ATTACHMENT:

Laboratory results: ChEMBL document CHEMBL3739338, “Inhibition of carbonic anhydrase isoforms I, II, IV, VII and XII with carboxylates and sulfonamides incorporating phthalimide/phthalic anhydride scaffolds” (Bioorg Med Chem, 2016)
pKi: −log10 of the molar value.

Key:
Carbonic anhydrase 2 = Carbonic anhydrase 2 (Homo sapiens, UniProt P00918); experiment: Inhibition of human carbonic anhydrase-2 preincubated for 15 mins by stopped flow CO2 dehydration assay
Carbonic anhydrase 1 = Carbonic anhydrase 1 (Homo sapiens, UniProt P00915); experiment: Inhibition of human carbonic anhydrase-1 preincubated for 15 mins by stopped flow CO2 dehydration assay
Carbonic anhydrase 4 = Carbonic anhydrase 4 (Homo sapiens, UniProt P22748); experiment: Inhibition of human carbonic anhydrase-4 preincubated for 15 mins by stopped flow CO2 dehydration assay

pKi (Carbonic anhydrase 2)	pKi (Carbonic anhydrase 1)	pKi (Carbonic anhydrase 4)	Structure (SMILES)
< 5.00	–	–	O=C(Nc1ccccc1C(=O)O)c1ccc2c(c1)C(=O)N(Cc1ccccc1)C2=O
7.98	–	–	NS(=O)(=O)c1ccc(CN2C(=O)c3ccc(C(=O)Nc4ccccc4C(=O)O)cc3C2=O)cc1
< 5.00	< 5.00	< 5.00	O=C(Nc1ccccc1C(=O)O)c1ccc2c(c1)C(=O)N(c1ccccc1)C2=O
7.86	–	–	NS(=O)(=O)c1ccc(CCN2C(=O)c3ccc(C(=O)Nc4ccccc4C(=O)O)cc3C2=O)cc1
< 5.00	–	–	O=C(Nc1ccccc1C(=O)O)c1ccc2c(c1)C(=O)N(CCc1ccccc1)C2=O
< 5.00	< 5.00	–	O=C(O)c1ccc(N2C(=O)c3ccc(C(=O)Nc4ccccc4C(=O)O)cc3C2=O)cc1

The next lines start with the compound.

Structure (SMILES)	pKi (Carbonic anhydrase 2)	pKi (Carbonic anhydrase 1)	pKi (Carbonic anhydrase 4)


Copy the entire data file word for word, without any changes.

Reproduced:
Laboratory results: ChEMBL document CHEMBL3739338, “Inhibition of carbonic anhydrase isoforms I, II, IV, VII and XII with carboxylates and sulfonamides incorporating phthalimide/phthalic anhydride scaffolds” (Bioorg Med Chem, 2016)
pKi: −log10 of the molar value.

Key:
Carbonic anhydrase 2 = Carbonic anhydrase 2 (Homo sapiens, UniProt P00918); experiment: Inhibition of human carbonic anhydrase-2 preincubated for 15 mins by stopped flow CO2 dehydration assay
Carbonic anhydrase 1 = Carbonic anhydrase 1 (Homo sapiens, UniProt P00915); experiment: Inhibition of human carbonic anhydrase-1 preincubated for 15 mins by stopped flow CO2 dehydration assay
Carbonic anhydrase 4 = Carbonic anhydrase 4 (Homo sapiens, UniProt P22748); experiment: Inhibition of human carbonic anhydrase-4 preincubated for 15 mins by stopped flow CO2 dehydration assay

pKi (Carbonic anhydrase 2)	pKi (Carbonic anhydrase 1)	pKi (Carbonic anhydrase 4)	Structure (SMILES)
< 5.00	–	–	O=C(Nc1ccccc1C(=O)O)c1ccc2c(c1)C(=O)N(Cc1ccccc1)C2=O
7.98	–	–	NS(=O)(=O)c1ccc(CN2C(=O)c3ccc(C(=O)Nc4ccccc4C(=O)O)cc3C2=O)cc1
< 5.00	< 5.00	< 5.00	O=C(Nc1ccccc1C(=O)O)c1ccc2c(c1)C(=O)N(c1ccccc1)C2=O
7.86	–	–	NS(=O)(=O)c1ccc(CCN2C(=O)c3ccc(C(=O)Nc4ccccc4C(=O)O)cc3C2=O)cc1
< 5.00	–	–	O=C(Nc1ccccc1C(=O)O)c1ccc2c(c1)C(=O)N(CCc1ccccc1)C2=O
< 5.00	< 5.00	–	O=C(O)c1ccc(N2C(=O)c3ccc(C(=O)Nc4ccccc4C(=O)O)cc3C2=O)cc1

The next lines start with the compound.

Structure (SMILES)	pKi (Carbonic anhydrase 2)	pKi (Carbonic anhydrase 1)	pKi (Carbonic anhydrase 4)